Russia’s Disappearing (Internet) Act

As Dmitry Gudkov is learning (or relearning) this week, it is tough being a Putin critic.  While on a panel co-hosted by the Foreign Policy Initiative and Freedom House, he accused the Kremlin of initiating baseless investigations against opposition activists such as anti-corruption blogger Alexei Navalny and New Left leader Sergei Udaltsov.  Gudkov, who was one of the few members of the Duma closely affiliated with Russia’s post-2011 protest movement, has been accused of treason, expelled from his party faction, and likely will be ousted from the Duma in a move that many argue demonstrate how little actual “opposing” Russia’s opposition parties do.

In his controversial speech, Gudkov echoed earlier statements by Navalny in describing Russia’s state television as being a “zombie box” that manipulates public opinion.  He identifies media-control as a key tool the Kremlin uses to maintain regime stability; it may, in fact, be one of the most effective tools in their arsenal.  Critics face considerable challenges in Russia’s media market, and, as recently reported by NGO Reporters Without Borders (RWB), conditions have worsened since Putin’s recent re-election.  Russia moved down 6 spots from last year’s report, and is now ranked 148 out of 179 countries in regards to media freedom.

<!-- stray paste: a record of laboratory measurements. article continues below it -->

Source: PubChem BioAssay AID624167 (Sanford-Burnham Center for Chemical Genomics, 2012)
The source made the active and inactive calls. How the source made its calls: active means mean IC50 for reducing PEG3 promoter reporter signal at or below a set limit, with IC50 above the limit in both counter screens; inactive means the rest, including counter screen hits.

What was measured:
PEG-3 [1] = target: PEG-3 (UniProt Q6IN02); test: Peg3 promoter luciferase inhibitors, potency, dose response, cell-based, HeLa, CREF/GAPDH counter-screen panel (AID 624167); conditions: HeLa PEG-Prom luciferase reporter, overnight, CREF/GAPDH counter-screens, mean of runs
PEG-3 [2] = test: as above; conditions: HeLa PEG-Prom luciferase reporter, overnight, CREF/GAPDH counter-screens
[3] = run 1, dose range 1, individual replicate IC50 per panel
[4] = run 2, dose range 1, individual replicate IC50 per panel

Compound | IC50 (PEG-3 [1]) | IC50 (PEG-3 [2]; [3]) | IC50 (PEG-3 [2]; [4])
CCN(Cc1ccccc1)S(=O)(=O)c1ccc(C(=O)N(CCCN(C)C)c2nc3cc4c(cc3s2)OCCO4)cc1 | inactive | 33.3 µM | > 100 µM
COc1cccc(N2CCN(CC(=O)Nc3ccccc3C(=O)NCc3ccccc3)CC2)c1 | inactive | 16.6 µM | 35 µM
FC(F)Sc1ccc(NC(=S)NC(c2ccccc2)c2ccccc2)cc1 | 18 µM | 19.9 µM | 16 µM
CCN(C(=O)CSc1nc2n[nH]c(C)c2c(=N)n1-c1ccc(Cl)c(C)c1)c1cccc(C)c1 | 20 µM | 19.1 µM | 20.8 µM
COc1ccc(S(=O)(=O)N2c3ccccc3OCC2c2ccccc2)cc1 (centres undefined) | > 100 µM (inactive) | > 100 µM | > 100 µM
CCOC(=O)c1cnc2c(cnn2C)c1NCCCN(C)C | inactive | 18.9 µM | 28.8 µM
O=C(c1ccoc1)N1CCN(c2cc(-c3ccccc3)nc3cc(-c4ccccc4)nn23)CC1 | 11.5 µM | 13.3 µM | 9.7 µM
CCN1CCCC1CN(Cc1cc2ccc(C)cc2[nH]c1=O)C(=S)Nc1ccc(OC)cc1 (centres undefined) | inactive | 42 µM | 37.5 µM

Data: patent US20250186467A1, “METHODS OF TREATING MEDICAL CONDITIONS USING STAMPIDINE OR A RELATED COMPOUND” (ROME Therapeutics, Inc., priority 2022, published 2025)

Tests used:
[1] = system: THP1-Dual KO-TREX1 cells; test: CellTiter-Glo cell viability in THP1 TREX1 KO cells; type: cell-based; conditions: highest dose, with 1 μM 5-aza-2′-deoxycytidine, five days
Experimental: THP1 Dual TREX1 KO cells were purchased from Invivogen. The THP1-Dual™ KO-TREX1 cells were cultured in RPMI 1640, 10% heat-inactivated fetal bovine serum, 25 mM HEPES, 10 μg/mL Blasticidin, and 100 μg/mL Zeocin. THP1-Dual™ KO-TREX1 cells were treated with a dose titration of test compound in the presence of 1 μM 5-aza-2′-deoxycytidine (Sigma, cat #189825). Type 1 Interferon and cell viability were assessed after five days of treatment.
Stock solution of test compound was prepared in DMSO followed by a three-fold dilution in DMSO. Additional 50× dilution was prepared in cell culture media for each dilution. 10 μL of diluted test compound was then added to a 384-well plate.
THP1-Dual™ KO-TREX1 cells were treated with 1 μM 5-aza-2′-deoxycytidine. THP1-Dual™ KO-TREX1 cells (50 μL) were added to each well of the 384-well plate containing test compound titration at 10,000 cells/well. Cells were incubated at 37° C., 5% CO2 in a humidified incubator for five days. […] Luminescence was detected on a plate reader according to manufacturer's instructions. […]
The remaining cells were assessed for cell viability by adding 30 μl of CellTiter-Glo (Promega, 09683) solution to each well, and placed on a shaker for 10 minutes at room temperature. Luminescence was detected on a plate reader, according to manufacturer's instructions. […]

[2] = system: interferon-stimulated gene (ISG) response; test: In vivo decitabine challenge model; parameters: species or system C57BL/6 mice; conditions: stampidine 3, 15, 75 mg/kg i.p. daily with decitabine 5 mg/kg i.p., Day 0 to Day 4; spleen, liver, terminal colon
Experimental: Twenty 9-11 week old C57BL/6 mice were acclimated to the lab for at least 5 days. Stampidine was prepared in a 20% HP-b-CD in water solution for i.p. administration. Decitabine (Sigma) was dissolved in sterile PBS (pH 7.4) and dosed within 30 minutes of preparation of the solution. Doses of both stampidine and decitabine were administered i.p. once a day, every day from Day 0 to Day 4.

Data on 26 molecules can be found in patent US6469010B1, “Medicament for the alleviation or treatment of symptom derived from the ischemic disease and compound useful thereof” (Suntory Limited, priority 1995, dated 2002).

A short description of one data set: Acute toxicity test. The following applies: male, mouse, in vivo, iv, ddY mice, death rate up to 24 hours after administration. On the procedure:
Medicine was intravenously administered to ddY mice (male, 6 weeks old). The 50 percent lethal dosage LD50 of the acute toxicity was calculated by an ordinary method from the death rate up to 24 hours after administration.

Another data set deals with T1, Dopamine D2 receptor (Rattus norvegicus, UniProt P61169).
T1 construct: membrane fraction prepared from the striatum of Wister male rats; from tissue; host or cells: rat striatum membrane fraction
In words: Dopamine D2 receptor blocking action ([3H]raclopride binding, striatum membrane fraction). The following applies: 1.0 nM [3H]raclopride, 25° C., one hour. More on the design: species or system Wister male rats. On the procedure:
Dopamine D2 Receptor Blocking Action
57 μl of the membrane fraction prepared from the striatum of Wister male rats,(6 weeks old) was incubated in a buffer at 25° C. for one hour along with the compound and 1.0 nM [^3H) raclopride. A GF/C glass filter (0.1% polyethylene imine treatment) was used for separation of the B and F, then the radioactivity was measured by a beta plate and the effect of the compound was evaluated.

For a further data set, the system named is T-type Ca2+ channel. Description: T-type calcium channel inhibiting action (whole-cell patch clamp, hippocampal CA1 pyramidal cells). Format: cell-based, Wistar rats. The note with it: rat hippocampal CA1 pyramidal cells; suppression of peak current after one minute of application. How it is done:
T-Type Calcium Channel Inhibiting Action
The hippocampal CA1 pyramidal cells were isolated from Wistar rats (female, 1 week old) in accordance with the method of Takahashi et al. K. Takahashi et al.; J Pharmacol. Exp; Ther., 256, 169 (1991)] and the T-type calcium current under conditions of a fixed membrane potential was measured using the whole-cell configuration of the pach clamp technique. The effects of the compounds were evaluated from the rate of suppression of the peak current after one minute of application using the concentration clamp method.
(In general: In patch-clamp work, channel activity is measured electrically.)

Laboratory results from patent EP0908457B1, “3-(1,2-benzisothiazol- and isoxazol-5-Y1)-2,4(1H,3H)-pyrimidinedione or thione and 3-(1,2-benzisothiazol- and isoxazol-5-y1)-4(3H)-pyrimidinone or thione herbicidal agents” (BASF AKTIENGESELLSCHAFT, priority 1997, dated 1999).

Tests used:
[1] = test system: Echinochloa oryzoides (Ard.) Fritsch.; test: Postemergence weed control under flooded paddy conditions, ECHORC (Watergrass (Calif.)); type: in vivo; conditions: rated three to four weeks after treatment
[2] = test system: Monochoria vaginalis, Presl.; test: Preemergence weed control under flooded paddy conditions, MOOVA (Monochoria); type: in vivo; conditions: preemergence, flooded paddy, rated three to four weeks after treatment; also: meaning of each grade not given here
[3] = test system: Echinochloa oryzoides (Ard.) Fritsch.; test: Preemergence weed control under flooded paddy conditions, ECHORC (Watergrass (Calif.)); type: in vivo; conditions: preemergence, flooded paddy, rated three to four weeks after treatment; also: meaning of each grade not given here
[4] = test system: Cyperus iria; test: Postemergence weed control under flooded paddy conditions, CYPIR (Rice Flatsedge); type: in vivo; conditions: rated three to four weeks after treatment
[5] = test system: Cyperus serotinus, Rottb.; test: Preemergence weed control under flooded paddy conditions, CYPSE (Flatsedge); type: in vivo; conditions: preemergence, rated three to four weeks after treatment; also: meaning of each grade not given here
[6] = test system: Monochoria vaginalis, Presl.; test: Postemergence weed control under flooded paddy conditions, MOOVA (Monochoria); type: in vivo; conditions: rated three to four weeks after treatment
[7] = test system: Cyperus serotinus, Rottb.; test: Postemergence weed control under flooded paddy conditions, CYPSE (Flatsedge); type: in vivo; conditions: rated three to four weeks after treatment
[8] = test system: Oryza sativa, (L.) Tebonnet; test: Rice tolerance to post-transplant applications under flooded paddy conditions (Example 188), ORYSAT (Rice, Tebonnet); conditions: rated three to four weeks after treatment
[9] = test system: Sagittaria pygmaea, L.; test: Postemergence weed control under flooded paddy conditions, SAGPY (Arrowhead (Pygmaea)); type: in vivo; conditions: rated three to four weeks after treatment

On display in front of the Paris Embassy: A Reporters Without Borders activist stands behind a banner for their Sochi 2014 campaign. The banner depicts the Olympic rings as blood-covered brass knuckles.
The picture is posted on The Guardian’s website at

When it comes to Russia, RWB often focuses on highly dramatic journalist killings (scroll through their “Russia” page or check out their recently launched Sochi protest campaign), and not without cause.  Russia is considered one of the most dangerous countries in the world for journalists, and six were killed in 2011 alone (though only one in retaliation for his reporting).  The worst conditions are in the North Caucasus region, as journalists and human rights activists often come under threat by both local law enforcement and radical Islamic groups.